Another example is the EHR debacle. Begun with the intention of make care better, safer, and cheaper, ten years and $36 billion later we have a system that serves none of its goals.
“By one measure, the effort has achieved what it set out to do. Today, 96% of hospitals have adopted EHRs, up from 9% in 2008. But on most counts the newly installed technology has fallen short… ‘Every single idea was well-meaning and potentially of societal benefit, but the combined burden of all of them hitting clinicians simultaneously made office practice basically impossible. In America we have 11 minutes to see a patient, and, you know, you’re going to be empathetic, make eye contact, enter about 100 pieces of data, and never commit malpractice. It’s not possible.’”
The article goes into the issues in much greater depth, but the bottom line is adoption was driven by financial incentives and the systems were created and installed to capture those dollars with insufficient attention paid to the issues raised when older workflows were disturbed. Yes, the older workflows could stand improvement, but the attitude was very much one of making the clinician adapt to the software, not the other way around.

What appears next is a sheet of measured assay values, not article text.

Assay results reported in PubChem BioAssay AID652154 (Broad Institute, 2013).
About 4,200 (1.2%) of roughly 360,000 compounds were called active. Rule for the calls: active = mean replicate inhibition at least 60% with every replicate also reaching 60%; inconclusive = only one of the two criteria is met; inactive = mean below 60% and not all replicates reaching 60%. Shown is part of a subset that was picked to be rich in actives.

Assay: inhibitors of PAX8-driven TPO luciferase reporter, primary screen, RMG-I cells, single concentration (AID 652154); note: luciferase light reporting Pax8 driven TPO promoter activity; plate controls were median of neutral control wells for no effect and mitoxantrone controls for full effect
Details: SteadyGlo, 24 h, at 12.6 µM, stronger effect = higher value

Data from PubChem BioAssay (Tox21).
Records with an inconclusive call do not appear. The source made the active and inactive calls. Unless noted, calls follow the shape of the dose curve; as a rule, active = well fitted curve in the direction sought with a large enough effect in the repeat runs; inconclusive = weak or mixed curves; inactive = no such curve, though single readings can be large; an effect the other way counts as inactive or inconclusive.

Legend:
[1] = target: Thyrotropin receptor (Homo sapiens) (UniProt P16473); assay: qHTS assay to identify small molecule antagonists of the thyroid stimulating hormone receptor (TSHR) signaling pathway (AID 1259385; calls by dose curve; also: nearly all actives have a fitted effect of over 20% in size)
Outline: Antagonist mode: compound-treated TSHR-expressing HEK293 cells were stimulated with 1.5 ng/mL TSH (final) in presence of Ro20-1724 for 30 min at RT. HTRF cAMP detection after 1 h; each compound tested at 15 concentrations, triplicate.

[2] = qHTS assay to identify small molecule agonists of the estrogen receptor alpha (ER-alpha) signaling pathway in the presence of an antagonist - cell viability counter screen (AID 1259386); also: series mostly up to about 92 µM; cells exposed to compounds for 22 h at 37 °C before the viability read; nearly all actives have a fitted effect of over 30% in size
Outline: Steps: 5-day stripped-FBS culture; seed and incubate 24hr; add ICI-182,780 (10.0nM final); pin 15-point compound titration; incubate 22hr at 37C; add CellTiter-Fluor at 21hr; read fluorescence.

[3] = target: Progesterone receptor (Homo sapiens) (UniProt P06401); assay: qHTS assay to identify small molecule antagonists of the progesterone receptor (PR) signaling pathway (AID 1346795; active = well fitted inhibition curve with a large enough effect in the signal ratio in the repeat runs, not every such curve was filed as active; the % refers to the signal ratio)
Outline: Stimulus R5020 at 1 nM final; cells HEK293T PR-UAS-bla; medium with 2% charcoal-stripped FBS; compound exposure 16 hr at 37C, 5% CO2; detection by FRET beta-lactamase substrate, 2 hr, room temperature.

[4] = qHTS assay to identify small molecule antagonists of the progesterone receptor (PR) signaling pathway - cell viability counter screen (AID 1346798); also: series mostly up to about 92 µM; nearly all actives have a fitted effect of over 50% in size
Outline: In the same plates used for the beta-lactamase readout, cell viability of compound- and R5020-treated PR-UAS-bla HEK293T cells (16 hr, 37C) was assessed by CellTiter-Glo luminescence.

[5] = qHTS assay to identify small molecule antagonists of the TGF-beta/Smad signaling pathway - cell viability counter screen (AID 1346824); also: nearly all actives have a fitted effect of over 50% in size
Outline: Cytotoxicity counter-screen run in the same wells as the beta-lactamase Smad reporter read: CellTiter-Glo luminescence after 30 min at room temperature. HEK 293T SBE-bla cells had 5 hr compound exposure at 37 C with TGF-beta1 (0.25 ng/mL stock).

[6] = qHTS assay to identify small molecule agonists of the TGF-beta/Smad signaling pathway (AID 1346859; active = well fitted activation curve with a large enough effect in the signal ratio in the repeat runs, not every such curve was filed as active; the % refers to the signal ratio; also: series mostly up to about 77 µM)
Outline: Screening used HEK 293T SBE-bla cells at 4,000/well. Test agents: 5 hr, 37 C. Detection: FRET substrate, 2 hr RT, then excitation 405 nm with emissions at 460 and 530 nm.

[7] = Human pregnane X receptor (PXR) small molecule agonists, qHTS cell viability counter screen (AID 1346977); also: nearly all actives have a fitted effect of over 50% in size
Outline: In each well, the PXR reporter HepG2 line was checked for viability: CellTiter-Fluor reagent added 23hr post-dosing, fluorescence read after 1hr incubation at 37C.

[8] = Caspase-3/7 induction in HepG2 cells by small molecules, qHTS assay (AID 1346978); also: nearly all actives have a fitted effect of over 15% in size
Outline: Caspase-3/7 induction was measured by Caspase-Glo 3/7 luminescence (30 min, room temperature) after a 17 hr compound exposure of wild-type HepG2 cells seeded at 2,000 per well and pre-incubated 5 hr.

The third article examines the RAND report on hospital price data.
“Controversy over methodology aside, the RAND report makes one point absolutely clear. The most basic information needed to create a functioning health care market—data on health care prices—is lacking in the United States. The obvious question: why is it so hard for purchasers to find out what they are paying for health care? The main reason is that insurers and providers don’t want to release the data.”
The authors argue what is needed is a databank of the actual negotiated prices obtained by insurance companies, not the list price on the charge master. I would argue that the real issue is not price, but the cost. For most hospitals a majority of their payments are from the government, which pays a fixed fee. But the commercial payers account for the profit margin, so providers are reluctant to provide leverage to reduce revenue on that side of the ledger. More importantly, efforts spent trying to deal with this issue detract from the need to figure out what care costs the hospital or clinic to provide. This is measurement error by misdirection and misallocation.